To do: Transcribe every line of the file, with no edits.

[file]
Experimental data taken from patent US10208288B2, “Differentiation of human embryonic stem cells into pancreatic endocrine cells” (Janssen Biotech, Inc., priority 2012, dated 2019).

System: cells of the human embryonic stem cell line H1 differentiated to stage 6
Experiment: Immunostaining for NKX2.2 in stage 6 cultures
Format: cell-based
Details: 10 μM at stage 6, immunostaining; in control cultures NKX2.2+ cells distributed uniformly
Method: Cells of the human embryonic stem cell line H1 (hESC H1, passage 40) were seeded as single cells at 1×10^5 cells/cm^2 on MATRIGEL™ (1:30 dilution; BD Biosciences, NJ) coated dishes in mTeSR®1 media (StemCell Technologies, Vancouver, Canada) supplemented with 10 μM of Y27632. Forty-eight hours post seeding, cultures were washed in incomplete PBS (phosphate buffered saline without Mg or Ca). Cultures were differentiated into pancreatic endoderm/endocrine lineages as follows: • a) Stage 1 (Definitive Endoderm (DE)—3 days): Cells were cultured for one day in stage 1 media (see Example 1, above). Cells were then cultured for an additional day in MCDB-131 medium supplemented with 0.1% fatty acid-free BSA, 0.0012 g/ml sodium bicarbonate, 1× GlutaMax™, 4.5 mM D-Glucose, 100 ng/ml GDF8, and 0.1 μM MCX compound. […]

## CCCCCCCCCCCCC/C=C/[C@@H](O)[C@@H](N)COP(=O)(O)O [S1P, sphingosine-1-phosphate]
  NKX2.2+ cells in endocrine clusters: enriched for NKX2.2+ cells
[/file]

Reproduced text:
Experimental data taken from patent US10208288B2, “Differentiation of human embryonic stem cells into pancreatic endocrine cells” (Janssen Biotech, Inc., priority 2012, dated 2019).

System: cells of the human embryonic stem cell line H1 differentiated to stage 6
Experiment: Immunostaining for NKX2.2 in stage 6 cultures
Format: cell-based
Details: 10 μM at stage 6, immunostaining; in control cultures NKX2.2+ cells distributed uniformly
Method: Cells of the human embryonic stem cell line H1 (hESC H1, passage 40) were seeded as single cells at 1×10^5 cells/cm^2 on MATRIGEL™ (1:30 dilution; BD Biosciences, NJ) coated dishes in mTeSR®1 media (StemCell Technologies, Vancouver, Canada) supplemented with 10 μM of Y27632. Forty-eight hours post seeding, cultures were washed in incomplete PBS (phosphate buffered saline without Mg or Ca). Cultures were differentiated into pancreatic endoderm/endocrine lineages as follows: • a) Stage 1 (Definitive Endoderm (DE)—3 days): Cells were cultured for one day in stage 1 media (see Example 1, above). Cells were then cultured for an additional day in MCDB-131 medium supplemented with 0.1% fatty acid-free BSA, 0.0012 g/ml sodium bicarbonate, 1× GlutaMax™, 4.5 mM D-Glucose, 100 ng/ml GDF8, and 0.1 μM MCX compound. […]

## CCCCCCCCCCCCC/C=C/[C@@H](O)[C@@H](N)COP(=O)(O)O [S1P, sphingosine-1-phosphate]
  NKX2.2+ cells in endocrine clusters: enriched for NKX2.2+ cells